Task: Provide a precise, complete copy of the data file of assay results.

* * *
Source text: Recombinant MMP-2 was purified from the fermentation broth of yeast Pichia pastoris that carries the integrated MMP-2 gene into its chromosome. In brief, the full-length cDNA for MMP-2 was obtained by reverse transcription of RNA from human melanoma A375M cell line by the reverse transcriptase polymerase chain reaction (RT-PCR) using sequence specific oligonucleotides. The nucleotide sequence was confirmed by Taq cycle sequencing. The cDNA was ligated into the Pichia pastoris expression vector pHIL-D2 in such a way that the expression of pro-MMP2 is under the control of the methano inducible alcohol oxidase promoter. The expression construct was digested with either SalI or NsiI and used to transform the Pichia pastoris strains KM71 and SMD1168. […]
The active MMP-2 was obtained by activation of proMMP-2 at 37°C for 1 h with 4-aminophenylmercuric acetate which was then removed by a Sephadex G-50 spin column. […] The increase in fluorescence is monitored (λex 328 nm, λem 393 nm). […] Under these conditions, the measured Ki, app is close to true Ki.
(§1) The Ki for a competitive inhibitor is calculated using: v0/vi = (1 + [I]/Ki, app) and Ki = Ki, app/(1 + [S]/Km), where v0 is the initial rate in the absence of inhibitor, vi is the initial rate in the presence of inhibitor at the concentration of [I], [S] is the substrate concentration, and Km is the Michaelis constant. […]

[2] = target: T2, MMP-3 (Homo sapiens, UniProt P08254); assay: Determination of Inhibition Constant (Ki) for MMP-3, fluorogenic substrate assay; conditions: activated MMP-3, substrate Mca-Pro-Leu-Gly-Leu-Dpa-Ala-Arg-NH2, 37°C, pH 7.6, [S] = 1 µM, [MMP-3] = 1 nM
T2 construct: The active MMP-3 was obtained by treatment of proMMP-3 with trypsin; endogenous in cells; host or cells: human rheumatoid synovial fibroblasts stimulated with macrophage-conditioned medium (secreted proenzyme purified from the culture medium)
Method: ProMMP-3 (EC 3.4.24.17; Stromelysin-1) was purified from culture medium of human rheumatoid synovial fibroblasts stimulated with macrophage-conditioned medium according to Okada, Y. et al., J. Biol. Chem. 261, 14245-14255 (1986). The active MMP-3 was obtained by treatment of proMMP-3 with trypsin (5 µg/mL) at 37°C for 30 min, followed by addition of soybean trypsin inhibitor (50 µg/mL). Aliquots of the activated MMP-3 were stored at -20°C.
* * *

Source text: Recombinant MMP-2 was purified from the fermentation broth of yeast Pichia pastoris that carries the integrated MMP-2 gene into its chromosome. In brief, the full-length cDNA for MMP-2 was obtained by reverse transcription of RNA from human melanoma A375M cell line by the reverse transcriptase polymerase chain reaction (RT-PCR) using sequence specific oligonucleotides. The nucleotide sequence was confirmed by Taq cycle sequencing. The cDNA was ligated into the Pichia pastoris expression vector pHIL-D2 in such a way that the expression of pro-MMP2 is under the control of the methano inducible alcohol oxidase promoter. The expression construct was digested with either SalI or NsiI and used to transform the Pichia pastoris strains KM71 and SMD1168. […]
The active MMP-2 was obtained by activation of proMMP-2 at 37°C for 1 h with 4-aminophenylmercuric acetate which was then removed by a Sephadex G-50 spin column. […] The increase in fluorescence is monitored (λex 328 nm, λem 393 nm). […] Under these conditions, the measured Ki, app is close to true Ki.
(§1) The Ki for a competitive inhibitor is calculated using: v0/vi = (1 + [I]/Ki, app) and Ki = Ki, app/(1 + [S]/Km), where v0 is the initial rate in the absence of inhibitor, vi is the initial rate in the presence of inhibitor at the concentration of [I], [S] is the substrate concentration, and Km is the Michaelis constant. […]

[2] = target: T2, MMP-3 (Homo sapiens, UniProt P08254); assay: Determination of Inhibition Constant (Ki) for MMP-3, fluorogenic substrate assay; conditions: activated MMP-3, substrate Mca-Pro-Leu-Gly-Leu-Dpa-Ala-Arg-NH2, 37°C, pH 7.6, [S] = 1 µM, [MMP-3] = 1 nM
T2 construct: The active MMP-3 was obtained by treatment of proMMP-3 with trypsin; endogenous in cells; host or cells: human rheumatoid synovial fibroblasts stimulated with macrophage-conditioned medium (secreted proenzyme purified from the culture medium)
Method: ProMMP-3 (EC 3.4.24.17; Stromelysin-1) was purified from culture medium of human rheumatoid synovial fibroblasts stimulated with macrophage-conditioned medium according to Okada, Y. et al., J. Biol. Chem. 261, 14245-14255 (1986). The active MMP-3 was obtained by treatment of proMMP-3 with trypsin (5 µg/mL) at 37°C for 30 min, followed by addition of soybean trypsin inhibitor (50 µg/mL). Aliquots of the activated MMP-3 were stored at -20°C.